Elizabeth: The Golden Age reviewed.

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Oct. 11 2007 6:00 PM

Elizabeth: The Golden Age

Just like a 16th-century episode of The Hills.

Cate Blanchett in Elizabeth: The Golden Age 
Click image to expand.
Cate Blanchett in Elizabeth: The Golden Age 

Elizabeth: The Golden Age (Universal) is a great hulking slab of English cheese, Stilton perhaps, or Wensleydale. It's one part historical melodrama, two parts bodice-ripper (and that's no metaphor; at one point, Clive Owen's manly mitts literally tug at a lady-in-waiting's heaving corset). If you go in fully prepared for the cinematic equivalent of a grocery-store novel, this unnecessary sequel to Elizabeth (1998) has its pleasures: There's Cate Blanchett's ever-mobile and fascinating face, Owen's swarthy brooding, and some eye-poppingly lavish dresses and wigs. (The popularity of royal costume drama has given rise to a subgenre: textile porn.)

The action begins in 1585, 27 years into the Virgin Queen's reign. As a Spanish ambassador (a memorably fierce William Houston) warns Elizabeth of his country's hostile intentions, she's distracted by the dashing entrance of the English pirate and explorer Walter Raleigh (Owen). Raleigh bum-rushes the throne with tobacco, potatoes, and two Native Americans, urging the queen to fund his next voyage to the Virginia colony he's named in her honor. Instead, Elizabeth takes a shine to Raleigh and schemes to keep him hanging around court, eventually naming him head of the castle guard. In a plot with too many creaking gears, Geoffrey Rush is Sir Francis Walsingham, Elizabeth's chief adviser, who specializes in iron-maiden interrogations and general intrigue management.

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Meanwhile, in Scotland (creak, creak), Elizabeth's exiled cousin Mary Stuart (Samantha Morton) is plotting the queen's assassination. She's aided by a creepy Catholic inquisitor (Rhys Ifans) and an undifferentiated band of papist conspirators who meet at a conveniently symbolic dye factory, surrounded by dripping crimson liquid.

But Elizabeth: The Golden Age is less a chronicle of counter-Reformation hijinks than a 16th-century episode of The Hills. The real focus is the queen's unconsummated crush on the swashbuckling Raleigh, whom she simultaneously humiliates ("Kneel!") and flatters ("Rise, Sir Walter Raleigh"). Eventually, she encourages her favorite lady-in-waiting, Bess Throckmorton (Abbie Cornish), to approach Raleigh on her behalf, with predictable results.  Bess and Raleigh steal smooches in the priory, elaborate undergarments are ripped, and soon Elizabeth is banishing them both from court in a fit of adolescent pique.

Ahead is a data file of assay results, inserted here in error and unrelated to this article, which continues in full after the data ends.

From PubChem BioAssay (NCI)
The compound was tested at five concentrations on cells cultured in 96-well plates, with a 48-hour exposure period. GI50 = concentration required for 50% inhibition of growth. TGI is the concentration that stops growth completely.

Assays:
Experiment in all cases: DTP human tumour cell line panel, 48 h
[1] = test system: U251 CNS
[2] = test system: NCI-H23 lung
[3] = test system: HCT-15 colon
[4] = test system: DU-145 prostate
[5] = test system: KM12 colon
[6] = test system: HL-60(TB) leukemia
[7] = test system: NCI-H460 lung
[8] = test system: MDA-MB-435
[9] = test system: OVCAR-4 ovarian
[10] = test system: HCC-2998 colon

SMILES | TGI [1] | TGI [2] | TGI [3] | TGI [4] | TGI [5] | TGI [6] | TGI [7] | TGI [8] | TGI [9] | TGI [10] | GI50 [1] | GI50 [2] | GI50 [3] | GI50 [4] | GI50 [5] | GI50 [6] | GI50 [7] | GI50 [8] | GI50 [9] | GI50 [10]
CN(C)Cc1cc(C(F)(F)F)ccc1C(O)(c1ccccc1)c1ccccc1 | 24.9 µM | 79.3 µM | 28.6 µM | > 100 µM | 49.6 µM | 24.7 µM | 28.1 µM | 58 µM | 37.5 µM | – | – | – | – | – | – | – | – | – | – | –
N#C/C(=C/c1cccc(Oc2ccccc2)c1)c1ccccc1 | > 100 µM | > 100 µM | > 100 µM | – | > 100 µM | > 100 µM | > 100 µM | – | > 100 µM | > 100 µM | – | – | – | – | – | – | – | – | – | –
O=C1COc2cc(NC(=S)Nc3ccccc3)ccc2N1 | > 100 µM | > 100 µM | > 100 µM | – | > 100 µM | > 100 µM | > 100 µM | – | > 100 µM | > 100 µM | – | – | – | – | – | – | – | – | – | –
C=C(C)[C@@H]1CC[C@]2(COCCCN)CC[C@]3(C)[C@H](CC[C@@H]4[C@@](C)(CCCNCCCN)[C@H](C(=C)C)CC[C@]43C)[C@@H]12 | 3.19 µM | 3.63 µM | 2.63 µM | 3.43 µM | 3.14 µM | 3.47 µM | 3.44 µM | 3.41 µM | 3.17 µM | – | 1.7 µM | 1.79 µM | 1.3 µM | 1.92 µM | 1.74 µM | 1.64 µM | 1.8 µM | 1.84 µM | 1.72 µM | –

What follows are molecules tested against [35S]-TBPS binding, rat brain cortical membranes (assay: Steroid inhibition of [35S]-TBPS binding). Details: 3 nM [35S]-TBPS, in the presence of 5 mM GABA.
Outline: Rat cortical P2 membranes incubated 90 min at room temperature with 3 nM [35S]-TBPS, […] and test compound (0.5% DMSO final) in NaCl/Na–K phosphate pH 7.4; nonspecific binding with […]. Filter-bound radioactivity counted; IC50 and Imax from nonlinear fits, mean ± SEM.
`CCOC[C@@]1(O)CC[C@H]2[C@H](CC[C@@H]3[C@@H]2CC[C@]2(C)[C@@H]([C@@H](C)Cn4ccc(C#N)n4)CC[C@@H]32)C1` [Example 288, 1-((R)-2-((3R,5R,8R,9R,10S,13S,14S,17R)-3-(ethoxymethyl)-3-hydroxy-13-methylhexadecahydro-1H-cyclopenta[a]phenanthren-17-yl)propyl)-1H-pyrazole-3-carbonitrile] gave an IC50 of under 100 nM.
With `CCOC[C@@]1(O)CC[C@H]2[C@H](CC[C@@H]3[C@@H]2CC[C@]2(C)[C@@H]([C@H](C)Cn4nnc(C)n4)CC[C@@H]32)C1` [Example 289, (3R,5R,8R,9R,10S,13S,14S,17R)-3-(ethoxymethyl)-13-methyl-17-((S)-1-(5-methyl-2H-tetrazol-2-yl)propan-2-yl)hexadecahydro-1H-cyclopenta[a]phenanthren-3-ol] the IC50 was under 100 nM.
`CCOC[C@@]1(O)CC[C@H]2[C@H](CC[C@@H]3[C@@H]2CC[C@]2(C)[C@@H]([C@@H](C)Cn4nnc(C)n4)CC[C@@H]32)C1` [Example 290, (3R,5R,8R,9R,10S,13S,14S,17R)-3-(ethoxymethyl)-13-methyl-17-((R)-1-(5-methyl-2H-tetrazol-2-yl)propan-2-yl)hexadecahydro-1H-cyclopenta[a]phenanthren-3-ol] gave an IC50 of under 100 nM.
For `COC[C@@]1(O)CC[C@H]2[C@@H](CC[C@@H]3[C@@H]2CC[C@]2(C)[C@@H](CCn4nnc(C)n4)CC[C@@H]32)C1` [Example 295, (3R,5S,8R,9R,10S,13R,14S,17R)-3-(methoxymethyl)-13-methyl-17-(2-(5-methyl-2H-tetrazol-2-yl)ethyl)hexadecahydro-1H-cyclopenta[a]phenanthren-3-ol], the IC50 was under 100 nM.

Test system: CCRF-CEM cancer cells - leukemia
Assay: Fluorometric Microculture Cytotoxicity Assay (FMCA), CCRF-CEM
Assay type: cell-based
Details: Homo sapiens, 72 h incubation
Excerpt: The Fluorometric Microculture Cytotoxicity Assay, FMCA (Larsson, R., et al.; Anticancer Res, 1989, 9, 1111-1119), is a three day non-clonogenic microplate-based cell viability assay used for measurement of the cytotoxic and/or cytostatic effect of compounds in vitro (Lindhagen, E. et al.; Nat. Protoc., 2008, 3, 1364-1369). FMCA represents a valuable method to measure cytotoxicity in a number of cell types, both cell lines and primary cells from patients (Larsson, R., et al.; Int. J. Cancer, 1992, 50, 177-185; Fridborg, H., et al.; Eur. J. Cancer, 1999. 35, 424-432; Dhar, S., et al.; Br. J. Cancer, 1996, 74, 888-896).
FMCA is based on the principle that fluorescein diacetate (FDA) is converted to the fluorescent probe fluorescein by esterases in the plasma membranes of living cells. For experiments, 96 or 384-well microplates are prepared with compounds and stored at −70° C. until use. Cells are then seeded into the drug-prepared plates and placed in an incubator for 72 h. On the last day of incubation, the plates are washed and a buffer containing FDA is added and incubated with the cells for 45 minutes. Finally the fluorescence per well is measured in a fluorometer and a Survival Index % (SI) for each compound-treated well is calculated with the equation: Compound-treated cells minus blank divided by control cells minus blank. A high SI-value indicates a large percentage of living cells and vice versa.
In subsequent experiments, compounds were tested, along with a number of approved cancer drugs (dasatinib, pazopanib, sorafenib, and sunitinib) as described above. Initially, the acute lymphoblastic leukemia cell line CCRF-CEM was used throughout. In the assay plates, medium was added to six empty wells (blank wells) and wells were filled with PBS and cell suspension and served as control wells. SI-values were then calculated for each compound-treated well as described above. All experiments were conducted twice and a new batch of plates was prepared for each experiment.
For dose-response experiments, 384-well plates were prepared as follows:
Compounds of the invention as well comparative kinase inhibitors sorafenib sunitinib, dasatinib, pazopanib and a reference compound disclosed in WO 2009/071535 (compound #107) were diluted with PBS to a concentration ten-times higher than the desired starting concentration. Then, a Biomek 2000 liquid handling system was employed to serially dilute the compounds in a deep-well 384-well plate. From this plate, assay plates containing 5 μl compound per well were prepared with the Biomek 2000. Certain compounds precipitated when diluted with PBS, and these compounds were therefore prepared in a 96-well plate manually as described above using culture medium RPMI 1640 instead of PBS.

The director, Shekhar Kapur, a Bollywood filmmaker who also directed the first Elizabeth, tries to enliven the static royal tableaux with 360-degree spins and crane-mounted swoops. The score by Craig Armstrong and A.R. Rahman is so heavy-handed as to suggest a Mel Brooks parody. When Raleigh rhapsodizes about the joy of sighting land at the end of a sea voyage, he's accompanied by a soaring musical theme. A courtier interrupts his speech to announce a visitor, and the music abruptly stops—but as Raleigh picks up where he left off, so does the inspirational crescendo. The big action climax, in which a CGI-enhanced Spanish Armada takes a drubbing from the British navy, has Owen hanging Errol Flynn-ishly from the mast of a ship as a triumphant, wigless Elizabeth watches from a nearby cliff. A spot of cheddar, anyone?

The original Elizabeth was notable mainly as the first major film vehicle for a startlingly pale, prodigiously gifted creature named Cate Blanchett. Now that Blanchett, like Elizabeth I herself, has firmly established her sovereignty, The Golden Age introduces another pretender to the Australian acting throne. Abbie Cornish is rumored to be shortlisted as the next Bond girl; she was very fine in last year's Candy and will appear in Stop Loss next year opposite Ryan Phillippe. Blushing and swooning in Clive Owen's arms may not be the biggest acting challenge she's ever faced, but Cornish brings a stock ingénue role to vivid life and manages to stand out even against Blanchett's white-hot glow.

Dana Stevens is Slate's movie critic.

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